Access to Justice award winners to be honored May 7

Thursday, Apr. 30, 2015

The Massachusetts Bar Association's Access to Justice Awards will honor six attorneys and one law firm, recognizing their exemplary legal skills and service to the community, at its sold out 2015 Annual Dinner at the Westin Boston Waterfront hotel on Thursday, May 7.

Rising Star Award
Adriana Lafaille, American Civil Liberties Union of Massachusetts

LafailleAs a native of Brazil, Adriana Lafaille constantly saw families being separated by deportations. Even as a young child, she thought there must be a more fair and humane way to handle immigration-so she decided to do something about it. Lafaille came to the United States when she was 5, graduated from Harvard Law School and now advocates for immigrant rights as a legal fellow for the American Civil Liberties Union of Massachusetts.

Her most meaningful work has centered on the case of Gordon v. Johnson, in which the ACLU and its partners obtained a class action ruling allowing more than 100 detainees a year in Massachusetts to be eligible for individual bond hearings when placed in mandatory immigration detention. To date, more than 50 detainees, including Lafaille's client, have been released from immigration detention under a court order. Lafaille has also spearheaded a pro bono effort to provide legal counsel for detainees at their bond hearings by enlisting the help of law firms, such as Greenburg Traurig LLP, Foley Hoag LLP and WilmerHale.

Legal Services Award
Elizabeth Toulan, Greater Boston Legal Services

ToulanElizabeth Toulan considers it an "incredible privilege" that she's been able to help serve low-income, marginalized and often exploited populations during her legal career as a senior attorney at Greater Boston Legal Services. As part of a team effort that involved decades of work, Toulan helped bring about an earned sick time benefit under Massachusetts law through a ballot question, which voters passed in November 2014. The lack of any earned sick time has had a serious effect on low-wage families and a particularly devastating impact on poor working mothers. The new law, which goes into effect on July 1, will provide earned sick time to 1 million workers in the commonwealth, or more than 30 percent of the workforce who currently have no access to such a benefit.

After the success of the ballot question, Toulan is working with others, such as the Attorney General's Office and the Secretary of the Commonwealth's Office, to have the new law implemented so that it provides protections to those who are most in need of its benefits.

Pro Bono Award for Law Firms
Ropes & Gray

Ropes & GrayRopes & Gray LLP has a history of being responsive to the needs of the community, which dates back to its founding. In 2014, more than 1,200 Ropes & Gray LLP professionals (partners, associates, paralegals and retired partners) spent more than 106,000 hours assisting pro bono clients. In Massachusetts alone, professionals from the firm logged approximately 50,000 hours of pro bono service last year.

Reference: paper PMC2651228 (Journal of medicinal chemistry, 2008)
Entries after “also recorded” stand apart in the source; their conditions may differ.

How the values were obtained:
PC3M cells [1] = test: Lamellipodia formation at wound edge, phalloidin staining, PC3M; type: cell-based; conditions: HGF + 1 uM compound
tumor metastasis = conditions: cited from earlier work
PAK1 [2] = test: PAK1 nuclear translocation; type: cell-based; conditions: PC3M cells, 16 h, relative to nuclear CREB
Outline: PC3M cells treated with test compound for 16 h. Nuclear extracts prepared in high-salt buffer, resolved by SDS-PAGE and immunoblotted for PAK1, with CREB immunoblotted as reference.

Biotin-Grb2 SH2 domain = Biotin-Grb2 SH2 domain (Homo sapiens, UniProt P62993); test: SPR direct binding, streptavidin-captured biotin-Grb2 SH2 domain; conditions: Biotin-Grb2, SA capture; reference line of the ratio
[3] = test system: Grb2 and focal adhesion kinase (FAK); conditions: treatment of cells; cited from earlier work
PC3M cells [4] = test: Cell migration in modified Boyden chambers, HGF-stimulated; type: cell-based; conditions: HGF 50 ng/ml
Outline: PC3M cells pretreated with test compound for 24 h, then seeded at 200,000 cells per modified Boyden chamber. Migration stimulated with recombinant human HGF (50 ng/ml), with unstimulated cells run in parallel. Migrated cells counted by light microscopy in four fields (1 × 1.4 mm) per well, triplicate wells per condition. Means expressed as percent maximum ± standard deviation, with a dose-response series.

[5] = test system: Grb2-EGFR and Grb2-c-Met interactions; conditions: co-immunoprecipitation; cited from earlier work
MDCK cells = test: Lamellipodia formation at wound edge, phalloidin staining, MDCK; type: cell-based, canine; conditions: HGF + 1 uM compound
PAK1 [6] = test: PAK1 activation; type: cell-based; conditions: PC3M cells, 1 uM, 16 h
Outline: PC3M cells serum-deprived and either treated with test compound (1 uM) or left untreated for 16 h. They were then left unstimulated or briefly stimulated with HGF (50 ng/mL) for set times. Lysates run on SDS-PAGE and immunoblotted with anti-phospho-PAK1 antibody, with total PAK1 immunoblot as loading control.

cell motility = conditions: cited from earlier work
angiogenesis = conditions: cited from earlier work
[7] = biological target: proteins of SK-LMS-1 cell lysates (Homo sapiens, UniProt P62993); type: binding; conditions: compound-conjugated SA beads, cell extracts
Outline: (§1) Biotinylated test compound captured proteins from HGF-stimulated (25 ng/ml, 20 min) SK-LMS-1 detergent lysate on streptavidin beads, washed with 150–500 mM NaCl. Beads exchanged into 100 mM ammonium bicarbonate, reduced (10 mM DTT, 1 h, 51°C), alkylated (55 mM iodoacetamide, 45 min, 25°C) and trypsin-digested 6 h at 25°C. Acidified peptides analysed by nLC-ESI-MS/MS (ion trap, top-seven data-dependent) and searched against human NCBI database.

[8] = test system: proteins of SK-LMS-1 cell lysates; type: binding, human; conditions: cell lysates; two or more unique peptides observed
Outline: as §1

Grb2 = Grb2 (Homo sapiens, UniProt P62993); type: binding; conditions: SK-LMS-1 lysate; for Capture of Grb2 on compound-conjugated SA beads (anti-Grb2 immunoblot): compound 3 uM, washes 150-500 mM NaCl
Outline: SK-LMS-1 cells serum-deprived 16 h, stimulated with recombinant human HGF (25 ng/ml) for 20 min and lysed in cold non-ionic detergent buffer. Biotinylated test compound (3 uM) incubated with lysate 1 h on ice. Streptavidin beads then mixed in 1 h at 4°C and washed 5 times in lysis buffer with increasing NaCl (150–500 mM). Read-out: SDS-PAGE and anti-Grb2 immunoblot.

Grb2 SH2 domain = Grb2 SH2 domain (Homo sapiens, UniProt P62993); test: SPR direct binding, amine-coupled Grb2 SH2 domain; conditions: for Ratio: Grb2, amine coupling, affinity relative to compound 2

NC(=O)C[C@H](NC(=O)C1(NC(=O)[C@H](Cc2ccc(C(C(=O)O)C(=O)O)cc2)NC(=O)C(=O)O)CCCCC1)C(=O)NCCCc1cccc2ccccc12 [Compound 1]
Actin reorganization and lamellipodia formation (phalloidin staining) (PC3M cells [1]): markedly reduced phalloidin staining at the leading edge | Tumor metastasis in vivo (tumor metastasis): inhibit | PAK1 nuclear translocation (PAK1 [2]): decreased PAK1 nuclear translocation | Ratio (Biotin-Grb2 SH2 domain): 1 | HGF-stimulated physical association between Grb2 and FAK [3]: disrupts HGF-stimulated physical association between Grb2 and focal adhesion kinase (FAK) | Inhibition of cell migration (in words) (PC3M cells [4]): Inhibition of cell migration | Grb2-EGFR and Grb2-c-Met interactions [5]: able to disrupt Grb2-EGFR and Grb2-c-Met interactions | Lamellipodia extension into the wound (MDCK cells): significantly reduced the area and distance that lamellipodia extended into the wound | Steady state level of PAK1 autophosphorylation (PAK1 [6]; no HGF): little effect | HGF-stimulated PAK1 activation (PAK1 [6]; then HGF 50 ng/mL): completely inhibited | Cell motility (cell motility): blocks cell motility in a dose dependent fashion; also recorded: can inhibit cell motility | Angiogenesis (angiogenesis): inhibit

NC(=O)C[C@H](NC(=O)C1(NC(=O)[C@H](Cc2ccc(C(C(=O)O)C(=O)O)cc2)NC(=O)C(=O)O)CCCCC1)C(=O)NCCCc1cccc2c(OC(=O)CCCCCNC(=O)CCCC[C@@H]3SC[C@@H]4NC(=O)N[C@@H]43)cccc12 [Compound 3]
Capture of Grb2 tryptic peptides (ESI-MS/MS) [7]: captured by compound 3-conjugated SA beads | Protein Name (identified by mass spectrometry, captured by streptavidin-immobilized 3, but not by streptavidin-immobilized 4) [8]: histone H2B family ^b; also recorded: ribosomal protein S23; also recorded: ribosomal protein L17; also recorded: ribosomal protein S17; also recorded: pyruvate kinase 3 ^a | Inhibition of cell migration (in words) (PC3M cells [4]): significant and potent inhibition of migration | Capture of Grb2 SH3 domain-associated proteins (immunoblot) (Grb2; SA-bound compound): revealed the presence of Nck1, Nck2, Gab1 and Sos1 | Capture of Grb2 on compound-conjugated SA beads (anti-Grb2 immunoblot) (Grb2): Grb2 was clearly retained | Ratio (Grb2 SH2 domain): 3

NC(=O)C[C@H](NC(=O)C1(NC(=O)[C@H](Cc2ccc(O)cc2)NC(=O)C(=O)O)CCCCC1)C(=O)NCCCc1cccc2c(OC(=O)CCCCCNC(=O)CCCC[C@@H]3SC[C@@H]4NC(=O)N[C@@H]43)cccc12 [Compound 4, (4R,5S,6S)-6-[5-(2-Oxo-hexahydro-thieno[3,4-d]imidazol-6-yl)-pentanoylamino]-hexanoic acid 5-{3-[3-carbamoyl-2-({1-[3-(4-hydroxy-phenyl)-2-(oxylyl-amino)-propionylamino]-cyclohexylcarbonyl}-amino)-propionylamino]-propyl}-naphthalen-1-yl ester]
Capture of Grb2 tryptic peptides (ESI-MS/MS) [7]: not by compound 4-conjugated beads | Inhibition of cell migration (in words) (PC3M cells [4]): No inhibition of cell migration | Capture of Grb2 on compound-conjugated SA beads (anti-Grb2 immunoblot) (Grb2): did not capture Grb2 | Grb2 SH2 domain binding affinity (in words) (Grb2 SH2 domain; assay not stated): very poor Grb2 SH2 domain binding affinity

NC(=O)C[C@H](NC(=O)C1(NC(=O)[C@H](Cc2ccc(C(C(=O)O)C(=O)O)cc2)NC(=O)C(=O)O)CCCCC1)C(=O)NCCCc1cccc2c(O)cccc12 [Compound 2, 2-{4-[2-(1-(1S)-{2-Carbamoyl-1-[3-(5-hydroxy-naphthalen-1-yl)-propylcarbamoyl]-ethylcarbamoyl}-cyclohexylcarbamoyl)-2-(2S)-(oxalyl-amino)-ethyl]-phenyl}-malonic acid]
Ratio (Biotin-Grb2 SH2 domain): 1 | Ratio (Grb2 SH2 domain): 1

Two of the most successful pro bono projects the firm conducts in the commonwealth are the Massachusetts Juvenile Justice Pay for Success Initiative, an innovative program aimed at reducing recidivism among young men, and the Medical Legal Partnership, which helps local families and patients with health care and legal concerns at the Dorchester House Multi-Service Center (Dot House).

Her most meaningful work has centered on the case of Gordon v. Johnson, in which the ACLU and its partners obtained a class action ruling allowing more than 100 detainees a year in Massachusetts to be eligible for individual bond hearings when placed in mandatory immigration detention. To date, more than 50 detainees, including Lafaille's client, have been released from immigration detention under a court order. Lafaille has also spearheaded a pro bono effort to provide legal counsel for detainees at their bond hearings by enlisting the help of law firms, such as Greenburg Traurig LLP, Foley Hoag LLP and WilmerHale.
Legal Services Award
Elizabeth Toulan, Greater Boston Legal Services
Elizabeth Toulan considers it an "incredible privilege" that she's been able to help serve low-income, marginalized and often exploited populations during her legal career as a senior attorney at Greater Boston Legal Services. As part of a team effort that involved decades of work, Toulan helped bring about an earned sick time benefit under Massachusetts law through a ballot question, which voters passed in November 2014. The lack of any earned sick time has had a serious effect on low-wage families and a particularly devastating impact on poor working mothers. The new law, which goes into effect on July 1, will provide earned sick time to 1 million workers in the commonwealth, or more than 30 percent of the workforce who currently have no access to such a benefit.
After the success of the ballot question, Toulan is working with others, such as the Attorney General's Office and the Secretary of the Commonwealth's Office, to have the new law implemented so that it provides protections to those who are most in need of its benefits.
Pro Bono Award for Law Firms
Ropes & Gray